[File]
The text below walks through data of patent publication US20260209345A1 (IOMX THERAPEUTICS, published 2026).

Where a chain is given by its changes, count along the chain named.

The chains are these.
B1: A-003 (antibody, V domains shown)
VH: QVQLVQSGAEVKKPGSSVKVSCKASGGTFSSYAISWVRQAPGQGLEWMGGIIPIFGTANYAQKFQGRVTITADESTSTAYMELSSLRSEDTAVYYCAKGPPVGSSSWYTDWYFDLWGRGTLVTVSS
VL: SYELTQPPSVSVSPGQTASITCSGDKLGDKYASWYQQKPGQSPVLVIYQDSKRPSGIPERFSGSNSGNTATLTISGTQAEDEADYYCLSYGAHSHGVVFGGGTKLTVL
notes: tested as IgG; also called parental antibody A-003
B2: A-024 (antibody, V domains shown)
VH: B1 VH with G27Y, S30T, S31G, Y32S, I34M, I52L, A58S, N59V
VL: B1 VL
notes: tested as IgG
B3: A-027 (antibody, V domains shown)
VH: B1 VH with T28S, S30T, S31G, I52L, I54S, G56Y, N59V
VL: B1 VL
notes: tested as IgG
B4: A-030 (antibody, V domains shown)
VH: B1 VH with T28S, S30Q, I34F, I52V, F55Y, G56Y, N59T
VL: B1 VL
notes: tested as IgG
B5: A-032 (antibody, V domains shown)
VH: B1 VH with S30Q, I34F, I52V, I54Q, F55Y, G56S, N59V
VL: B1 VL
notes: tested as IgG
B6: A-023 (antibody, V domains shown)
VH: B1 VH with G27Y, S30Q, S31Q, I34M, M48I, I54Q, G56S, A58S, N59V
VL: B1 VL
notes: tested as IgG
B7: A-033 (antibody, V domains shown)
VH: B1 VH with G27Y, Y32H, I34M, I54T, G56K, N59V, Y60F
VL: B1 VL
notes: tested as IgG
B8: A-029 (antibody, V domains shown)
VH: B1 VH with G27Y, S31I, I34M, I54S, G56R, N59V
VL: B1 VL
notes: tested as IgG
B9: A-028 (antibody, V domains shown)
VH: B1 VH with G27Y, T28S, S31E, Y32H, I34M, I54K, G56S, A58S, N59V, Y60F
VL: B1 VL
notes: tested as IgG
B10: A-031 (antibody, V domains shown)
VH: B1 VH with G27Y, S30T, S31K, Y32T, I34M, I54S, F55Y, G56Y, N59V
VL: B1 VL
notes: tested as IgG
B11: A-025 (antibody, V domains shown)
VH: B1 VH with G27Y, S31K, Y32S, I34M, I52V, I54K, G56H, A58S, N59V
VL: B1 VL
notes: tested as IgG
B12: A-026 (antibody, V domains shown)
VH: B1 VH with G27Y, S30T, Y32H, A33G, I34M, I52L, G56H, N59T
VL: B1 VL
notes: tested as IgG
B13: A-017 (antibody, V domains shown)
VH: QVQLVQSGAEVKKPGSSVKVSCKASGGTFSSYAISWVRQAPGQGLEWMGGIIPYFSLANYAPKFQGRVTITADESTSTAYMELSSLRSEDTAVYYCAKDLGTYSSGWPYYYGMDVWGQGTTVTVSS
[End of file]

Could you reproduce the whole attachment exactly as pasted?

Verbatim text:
The text below walks through data of patent publication US20260209345A1 (IOMX THERAPEUTICS, published 2026).

Where a chain is given by its changes, count along the chain named.

The chains are these.
B1: A-003 (antibody, V domains shown)
VH: QVQLVQSGAEVKKPGSSVKVSCKASGGTFSSYAISWVRQAPGQGLEWMGGIIPIFGTANYAQKFQGRVTITADESTSTAYMELSSLRSEDTAVYYCAKGPPVGSSSWYTDWYFDLWGRGTLVTVSS
VL: SYELTQPPSVSVSPGQTASITCSGDKLGDKYASWYQQKPGQSPVLVIYQDSKRPSGIPERFSGSNSGNTATLTISGTQAEDEADYYCLSYGAHSHGVVFGGGTKLTVL
notes: tested as IgG; also called parental antibody A-003
B2: A-024 (antibody, V domains shown)
VH: B1 VH with G27Y, S30T, S31G, Y32S, I34M, I52L, A58S, N59V
VL: B1 VL
notes: tested as IgG
B3: A-027 (antibody, V domains shown)
VH: B1 VH with T28S, S30T, S31G, I52L, I54S, G56Y, N59V
VL: B1 VL
notes: tested as IgG
B4: A-030 (antibody, V domains shown)
VH: B1 VH with T28S, S30Q, I34F, I52V, F55Y, G56Y, N59T
VL: B1 VL
notes: tested as IgG
B5: A-032 (antibody, V domains shown)
VH: B1 VH with S30Q, I34F, I52V, I54Q, F55Y, G56S, N59V
VL: B1 VL
notes: tested as IgG
B6: A-023 (antibody, V domains shown)
VH: B1 VH with G27Y, S30Q, S31Q, I34M, M48I, I54Q, G56S, A58S, N59V
VL: B1 VL
notes: tested as IgG
B7: A-033 (antibody, V domains shown)
VH: B1 VH with G27Y, Y32H, I34M, I54T, G56K, N59V, Y60F
VL: B1 VL
notes: tested as IgG
B8: A-029 (antibody, V domains shown)
VH: B1 VH with G27Y, S31I, I34M, I54S, G56R, N59V
VL: B1 VL
notes: tested as IgG
B9: A-028 (antibody, V domains shown)
VH: B1 VH with G27Y, T28S, S31E, Y32H, I34M, I54K, G56S, A58S, N59V, Y60F
VL: B1 VL
notes: tested as IgG
B10: A-031 (antibody, V domains shown)
VH: B1 VH with G27Y, S30T, S31K, Y32T, I34M, I54S, F55Y, G56Y, N59V
VL: B1 VL
notes: tested as IgG
B11: A-025 (antibody, V domains shown)
VH: B1 VH with G27Y, S31K, Y32S, I34M, I52V, I54K, G56H, A58S, N59V
VL: B1 VL
notes: tested as IgG
B12: A-026 (antibody, V domains shown)
VH: B1 VH with G27Y, S30T, Y32H, A33G, I34M, I52L, G56H, N59T
VL: B1 VL
notes: tested as IgG
B13: A-017 (antibody, V domains shown)
VH: QVQLVQSGAEVKKPGSSVKVSCKASGGTFSSYAISWVRQAPGQGLEWMGGIIPYFSLANYAPKFQGRVTITADESTSTAYMELSSLRSEDTAVYYCAKDLGTYSSGWPYYYGMDVWGQGTTVTVSS